Back to Life, Back to Reality

There was zero cell reception in Algonquin. It was delicious. I swear I didn’t want to come back. Our last night there, we got some pretty heavy rainfall and I can likely attribute my inability to sleep that night to the rain and the humidity but I think another culprit was simply the fact that I simply didn’t want our camping trip to end. I had been doing well at managing my stress levels before I went away, or so I thought. It wasn’t until I was forced to really disconnect that I realized just how badly I was failing at it. The night I returned, and the morning after were the most productive I have been in a very long time. I am also surprised to learn that I had made a decision about something really important without actively thinking about it too much. [vagueness] Of course I’m terrified at the thought of informing the person this decision pertains to, but it’s something I need and I know that they would be the first to encourage me to take care of numero uno1. [/end vagueness]

This guy; he loves that water, and we love him. So much.

My family and I are getting really good at this camping thing too. It has been five years so I guess we’ve learned a thing or two. Mind you, the night it rained I don’t know why we thought we would be okay leaving our coolers in the food tent, stacked and seemingly-secure. We were wrong. As I was lying in bed, unable to sleep2 I heard a noise that sounded like something trying to get into either the middle or the bottom cooler. I grabbed my flash-light and shone it into the food tent through a meshed window in our tent. I couldn’t see very well, but I definitely saw eyes. I put on my pants, sweater, socks and shoes, grabbed my flashlight and angrily stomped towards them. I finally saw that they were raccoons when I stepped out of the tent, which was a few metres away from our tent. I yelled, ‘get out!’ but only once. I didn’t want to yell more than that as it was almost 1am. By the time I reached the food tent, they were gone. I tried to wake up my snoring father but was unsuccessful, so I put everything into the car myself. It wasn’t difficult, I was merely thinking it would be faster with two people.

You would think I’d be able to sleep after coming down from that adrenaline rush, but I didn’t actually fall asleep for another hour. Waking up 6 hours later wasn’t as difficult as you might think either. It was needed though, we were only packed and driving out of the campsite right on time3.

Loading the canoe on our car so we can go to the bigger lake, and get more exercise.

Stargazing, smelling like campfire, playing with fire, canoeing, swimming in clear4 lake water, walking/running/playing with Drogo5, playing badminton with my Dad, cooking our dinners, making bbq sauce from random sauce packets/and other ingredients we had instead of buying some, and enjoying yummy coffee every morning6 were some of the highlights of this camping trip7. The one that I imagine will be unique to this year’s trip was that we got to hang out with so much wildlife – all of the chipmunks8, blue jays, brewer’s blackbirds, and fireflies9.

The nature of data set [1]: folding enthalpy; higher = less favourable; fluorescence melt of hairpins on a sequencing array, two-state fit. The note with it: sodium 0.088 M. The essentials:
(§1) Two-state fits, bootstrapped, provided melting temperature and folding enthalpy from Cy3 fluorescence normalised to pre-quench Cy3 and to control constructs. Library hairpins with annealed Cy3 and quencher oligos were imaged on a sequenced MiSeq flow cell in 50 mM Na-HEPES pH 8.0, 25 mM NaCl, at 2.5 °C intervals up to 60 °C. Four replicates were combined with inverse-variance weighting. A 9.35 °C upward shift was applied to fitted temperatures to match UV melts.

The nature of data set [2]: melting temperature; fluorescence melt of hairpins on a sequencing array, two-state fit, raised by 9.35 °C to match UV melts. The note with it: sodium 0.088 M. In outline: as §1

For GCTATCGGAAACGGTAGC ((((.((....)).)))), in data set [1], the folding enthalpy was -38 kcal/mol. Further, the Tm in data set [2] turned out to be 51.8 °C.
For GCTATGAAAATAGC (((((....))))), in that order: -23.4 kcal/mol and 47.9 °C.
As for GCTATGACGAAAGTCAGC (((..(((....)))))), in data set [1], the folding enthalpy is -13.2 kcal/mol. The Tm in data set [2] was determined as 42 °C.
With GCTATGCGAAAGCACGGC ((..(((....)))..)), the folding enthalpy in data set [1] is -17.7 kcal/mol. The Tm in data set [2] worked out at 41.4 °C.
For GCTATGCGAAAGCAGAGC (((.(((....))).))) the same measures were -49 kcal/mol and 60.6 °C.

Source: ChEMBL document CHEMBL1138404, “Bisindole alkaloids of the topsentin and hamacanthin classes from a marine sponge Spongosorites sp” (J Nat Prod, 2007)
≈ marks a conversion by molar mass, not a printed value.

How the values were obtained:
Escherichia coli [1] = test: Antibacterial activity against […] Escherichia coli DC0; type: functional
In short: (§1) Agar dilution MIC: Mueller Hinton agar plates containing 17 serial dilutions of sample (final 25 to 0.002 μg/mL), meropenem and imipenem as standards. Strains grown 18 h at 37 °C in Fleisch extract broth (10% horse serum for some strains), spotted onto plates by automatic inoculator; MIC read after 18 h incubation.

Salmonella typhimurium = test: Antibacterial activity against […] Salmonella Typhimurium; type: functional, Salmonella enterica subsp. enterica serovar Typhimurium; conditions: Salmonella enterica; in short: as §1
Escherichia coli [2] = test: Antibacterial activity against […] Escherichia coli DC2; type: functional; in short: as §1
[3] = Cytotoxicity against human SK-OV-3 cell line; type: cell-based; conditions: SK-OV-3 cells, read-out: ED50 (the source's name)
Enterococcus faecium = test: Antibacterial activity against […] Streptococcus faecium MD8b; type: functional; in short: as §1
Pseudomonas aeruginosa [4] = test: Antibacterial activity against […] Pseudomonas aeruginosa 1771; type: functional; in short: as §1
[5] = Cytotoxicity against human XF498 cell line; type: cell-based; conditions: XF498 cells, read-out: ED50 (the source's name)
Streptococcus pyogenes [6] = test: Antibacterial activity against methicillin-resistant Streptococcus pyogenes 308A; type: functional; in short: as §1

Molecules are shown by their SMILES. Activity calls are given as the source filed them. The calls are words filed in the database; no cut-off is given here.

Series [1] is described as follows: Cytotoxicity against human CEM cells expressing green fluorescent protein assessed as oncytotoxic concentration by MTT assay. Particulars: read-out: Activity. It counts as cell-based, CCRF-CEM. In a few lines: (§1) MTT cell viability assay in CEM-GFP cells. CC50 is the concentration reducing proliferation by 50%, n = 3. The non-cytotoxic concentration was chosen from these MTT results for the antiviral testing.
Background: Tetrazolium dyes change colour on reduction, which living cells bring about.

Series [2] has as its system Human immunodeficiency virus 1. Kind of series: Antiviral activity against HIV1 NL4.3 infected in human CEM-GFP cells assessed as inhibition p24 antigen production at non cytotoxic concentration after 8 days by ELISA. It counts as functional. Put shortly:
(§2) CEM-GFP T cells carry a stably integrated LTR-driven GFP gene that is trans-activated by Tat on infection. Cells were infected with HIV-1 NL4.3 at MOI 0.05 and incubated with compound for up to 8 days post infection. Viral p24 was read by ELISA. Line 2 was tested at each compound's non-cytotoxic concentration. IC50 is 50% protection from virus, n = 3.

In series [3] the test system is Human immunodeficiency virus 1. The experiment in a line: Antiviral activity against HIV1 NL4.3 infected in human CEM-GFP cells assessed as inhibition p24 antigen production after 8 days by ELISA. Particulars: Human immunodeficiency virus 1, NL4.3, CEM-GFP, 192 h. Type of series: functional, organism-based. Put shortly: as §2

I wasn’t able to catch as many sunsets nor sunrises10 at this campsite, and since we decided against renting or bringing bikes this year and it was difficult for me to drive either car11, but it was still one of the most wonderful trips I could have ever asked to go on this year. I can’t believe I’m lucky enough to go on at least two more trips this year. Another thing I would definitely have changed was how close we were to Highway 60 (which goes through Algonquin), as the sound of cars whizzing by was a mild distraction. Not enough of a distraction to make a huge difference but the absence of that sound would have been made exponential improvement on the quality of our trip. Next time.

Silent Lake Provincial Park (SLPP) may just have some competition as far as the Sy Family’s favourite park12. I’d be curious to stay at some of the other campgrounds to canoe and swim in those lakes, so we might just have to put our original plan of alternating between a new campsite and SLPP until we’ve completely explored Algonquin. We’ll see.

I’ve only been back for 3 days13, and I’ve already lost a little of the zen I found. It’s related to something I don’t have complete control over14, and is something I simply have to deal with but I do enjoy that it’s easier to let things go, breathe and focus on the parts of my life that do bring me joy.

Including being able to go away on a day trip to Elora Gorge with some awesome people. I’ll have to save that story for next time though.

We ate so well...
We ate so well…
And so did the chipmunks #allthepeanuts
And so did the chipmunks #allthepeanuts15
That zapper that my brother is holding saved us from so many deer flies
That zapper that my brother is holding saved us from so many deer flies
Epic walks with the best dog ever
Epic walks with the best dog ever
Can you spot his cute butt?
Can you spot his cute butt?16
Footnotes:
  1. ME![]
  2. but not stressing about it – thankfully[]
  3. before 2pm[]
  4. -ish[]
  5. my brother’s dog, a black lab/german shepherd/akita mix[]
  6. thanks to a friend who loaned me his aeropress[]
  7. and most camping trips[]
  8. just kidding, there only were 5 or 6[]
  9. my favourite![]
  10. even though I was certainly up early enough some days[]
  11. one had a trailer stuck to it, and the other has standard transmission – which I don’t know how to drive yet[]
  12. but Silent Lake will always have a special place in my heart[]
  13. 4 if you count today[]
  14. because it involves someone else[]
  15. just look at Drogo (our dog) being a good boy and leaving the chipmunk alone[]
  16. still talking about the dog[]

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